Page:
Sound Waves

W.3(1) - Organ Pipe


Vibrations within an organ pipe produce sound waves. Loud tones can be produced by blowing on the organ pipes or connecting them through a rubber hose to the air supply faucet. Three different tones are available and one wooden pipe with sliding piston.The resonant cavity's length can be varied to provide tones of varying pitch. In conjuction with a microphone, amplifier, and oscilloscope, the relationship between wave frequency and tone can be investigated.

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W.3(2) - Electric Buzzer in Vacuum

This apparatus has a stand with an electric buzzer and a lamp, both connected to a remote switch. The vessel is covered by a large bell jar and is connected to a vacuum pump. While the jar in place and the lamp switch on the buzzer will ring. Now turn the vacuum pump on. Wait a few minutes while it evacuates the bell jar. The buzzer will ring fainter and fainter until it cannot be heard anymore. When the valve is opened the buzzer can be heard again. This demonstrates the need of a material medium for sound waves to propagate.

 

 

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W.3(3) - Resonance Apparatus


Determine the standing wavelength of sound, using a tuning fork with a known frequency and a water filled tube. A tall stand holds a small water resevoir near its top and a 1.2 m plastic tube connected at its lower end to the bottom of the water's resevoir. The resevoir can be moved up and down the stand so that the tube's water level can be adjusted. A loud sound will be emmitted when a vibrating tuning fork is brought near the tube's opening and the water level is adjusted for the resonant cavity length. It can be used for resonance demonstrations and to determine the velocity of sound on air.

 

 

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W.3(4) - Singing Pipe


This heavy, black iron pipe has a metal alloy screen fitted into one end. By heating the screen with a flame from a burner for about 10 seconds, the vertical pipe will produce a loud tone for as long as 30 seconds. The noise is produced because certain frequencies of sound from the turbulent flow of heated air resonate with the tube cavity. Turning the tube horizontally disrupts the flow of air and the sound stops. A matched pair will produce a clearly audible frequency.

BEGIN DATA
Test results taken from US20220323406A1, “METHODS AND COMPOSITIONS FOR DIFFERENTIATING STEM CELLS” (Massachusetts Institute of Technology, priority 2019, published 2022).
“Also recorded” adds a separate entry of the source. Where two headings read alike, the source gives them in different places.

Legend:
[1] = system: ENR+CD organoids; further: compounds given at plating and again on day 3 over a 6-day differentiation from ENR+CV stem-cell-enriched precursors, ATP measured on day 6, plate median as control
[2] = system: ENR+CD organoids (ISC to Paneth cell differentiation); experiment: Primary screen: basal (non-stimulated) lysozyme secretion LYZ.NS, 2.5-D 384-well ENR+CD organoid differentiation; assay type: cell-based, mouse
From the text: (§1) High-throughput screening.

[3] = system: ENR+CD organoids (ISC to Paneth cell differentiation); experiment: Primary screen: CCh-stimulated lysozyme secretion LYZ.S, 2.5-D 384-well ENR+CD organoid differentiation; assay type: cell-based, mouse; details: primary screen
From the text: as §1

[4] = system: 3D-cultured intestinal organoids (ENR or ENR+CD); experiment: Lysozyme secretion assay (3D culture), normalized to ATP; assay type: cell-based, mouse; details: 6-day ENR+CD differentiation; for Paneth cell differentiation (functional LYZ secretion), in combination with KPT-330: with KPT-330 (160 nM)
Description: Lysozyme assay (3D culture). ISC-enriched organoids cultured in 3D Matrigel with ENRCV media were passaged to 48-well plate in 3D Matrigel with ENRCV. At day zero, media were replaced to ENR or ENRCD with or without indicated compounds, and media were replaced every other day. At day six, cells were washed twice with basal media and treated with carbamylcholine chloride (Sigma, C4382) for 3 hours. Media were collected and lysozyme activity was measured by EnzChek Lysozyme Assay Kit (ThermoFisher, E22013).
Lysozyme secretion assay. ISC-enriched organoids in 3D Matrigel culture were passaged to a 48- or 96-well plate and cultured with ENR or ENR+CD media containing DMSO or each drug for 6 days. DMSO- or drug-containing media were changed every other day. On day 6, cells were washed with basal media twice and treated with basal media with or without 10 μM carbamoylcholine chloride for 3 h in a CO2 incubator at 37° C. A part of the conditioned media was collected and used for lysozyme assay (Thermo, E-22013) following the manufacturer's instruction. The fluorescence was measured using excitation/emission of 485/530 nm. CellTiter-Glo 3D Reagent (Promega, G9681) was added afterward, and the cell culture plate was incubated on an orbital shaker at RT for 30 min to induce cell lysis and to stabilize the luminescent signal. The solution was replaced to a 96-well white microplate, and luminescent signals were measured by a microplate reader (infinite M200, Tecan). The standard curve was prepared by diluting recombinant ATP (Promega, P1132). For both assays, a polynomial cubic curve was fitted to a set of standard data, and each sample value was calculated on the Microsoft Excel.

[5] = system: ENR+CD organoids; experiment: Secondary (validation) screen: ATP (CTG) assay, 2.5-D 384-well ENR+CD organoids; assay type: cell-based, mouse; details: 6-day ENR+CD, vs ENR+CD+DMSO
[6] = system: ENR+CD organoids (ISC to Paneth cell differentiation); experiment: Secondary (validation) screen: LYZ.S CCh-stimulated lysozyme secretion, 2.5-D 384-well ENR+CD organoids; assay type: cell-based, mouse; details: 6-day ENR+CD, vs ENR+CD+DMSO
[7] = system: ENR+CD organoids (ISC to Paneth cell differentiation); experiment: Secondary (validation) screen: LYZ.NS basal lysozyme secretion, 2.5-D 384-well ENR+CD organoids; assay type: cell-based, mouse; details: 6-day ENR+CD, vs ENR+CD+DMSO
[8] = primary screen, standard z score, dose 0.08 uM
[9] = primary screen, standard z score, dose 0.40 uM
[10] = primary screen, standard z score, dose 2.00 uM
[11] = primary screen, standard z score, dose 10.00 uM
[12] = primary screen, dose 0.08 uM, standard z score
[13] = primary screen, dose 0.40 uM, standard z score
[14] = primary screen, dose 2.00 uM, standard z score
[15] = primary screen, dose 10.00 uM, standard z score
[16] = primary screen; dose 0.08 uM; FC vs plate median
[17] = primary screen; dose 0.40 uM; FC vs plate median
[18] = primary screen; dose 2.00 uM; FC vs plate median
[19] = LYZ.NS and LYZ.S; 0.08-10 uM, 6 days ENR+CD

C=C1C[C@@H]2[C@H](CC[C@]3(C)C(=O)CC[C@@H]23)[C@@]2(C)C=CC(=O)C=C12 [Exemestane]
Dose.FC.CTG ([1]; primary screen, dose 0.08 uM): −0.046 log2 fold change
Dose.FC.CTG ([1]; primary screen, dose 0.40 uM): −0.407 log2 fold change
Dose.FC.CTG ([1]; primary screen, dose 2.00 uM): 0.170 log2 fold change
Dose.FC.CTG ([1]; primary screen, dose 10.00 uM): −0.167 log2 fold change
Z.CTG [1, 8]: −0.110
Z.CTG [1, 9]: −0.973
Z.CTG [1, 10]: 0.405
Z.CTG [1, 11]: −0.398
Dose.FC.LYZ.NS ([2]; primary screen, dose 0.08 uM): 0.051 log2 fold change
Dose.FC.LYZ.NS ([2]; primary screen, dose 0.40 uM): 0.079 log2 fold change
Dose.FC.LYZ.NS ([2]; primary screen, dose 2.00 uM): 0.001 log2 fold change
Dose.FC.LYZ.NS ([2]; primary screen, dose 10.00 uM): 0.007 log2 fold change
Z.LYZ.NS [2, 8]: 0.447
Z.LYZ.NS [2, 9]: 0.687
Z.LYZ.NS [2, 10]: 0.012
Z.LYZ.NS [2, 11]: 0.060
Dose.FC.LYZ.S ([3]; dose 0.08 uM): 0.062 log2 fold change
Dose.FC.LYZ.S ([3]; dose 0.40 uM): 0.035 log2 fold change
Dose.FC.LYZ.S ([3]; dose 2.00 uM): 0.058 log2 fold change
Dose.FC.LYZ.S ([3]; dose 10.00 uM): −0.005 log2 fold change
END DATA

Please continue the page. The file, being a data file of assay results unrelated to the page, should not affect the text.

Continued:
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W.3(5) - Sound Tubes

When spun in a circular motion, these tubes produce a tone. As the sound tubes are spun faster, the tone steps up in frequency.


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W.3(6) - Singing Rods


When your fingers are slid repeatedly along this 60-cm-long metal rod, an ear-piercing sound is generated. You control how loud the sound gets from a whisper to an auditorium-filling shriek. This is a great experiment to demonstrate the difference between longitudinal and transverse waves. Each singing rod comes with a bag of crushed rosin to lightly coat your fingertips.

 

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W.3(7) - Flame Tube


A loudspeaker in one end of a four-inch diameter galvanized iron tube creates standing waves in propane gas in the tube. The gas emerges out of a series of small holes in the top of the tube, forming a long line of flames when lit. Any sound resonant with the length of the tube can create standing waves in the gas which are readily visible as a pattern in the height of the flames. Both rhythm and frequency response can be seen nicely in music. An oscillator or a voice introduced using a microphone and amplifier provided with the demonstration can be used as simple sources for the loudspeaker.

 

Dimensions of Tube:

     Length: 36" (3 ft)

     Width: 1.5"

 

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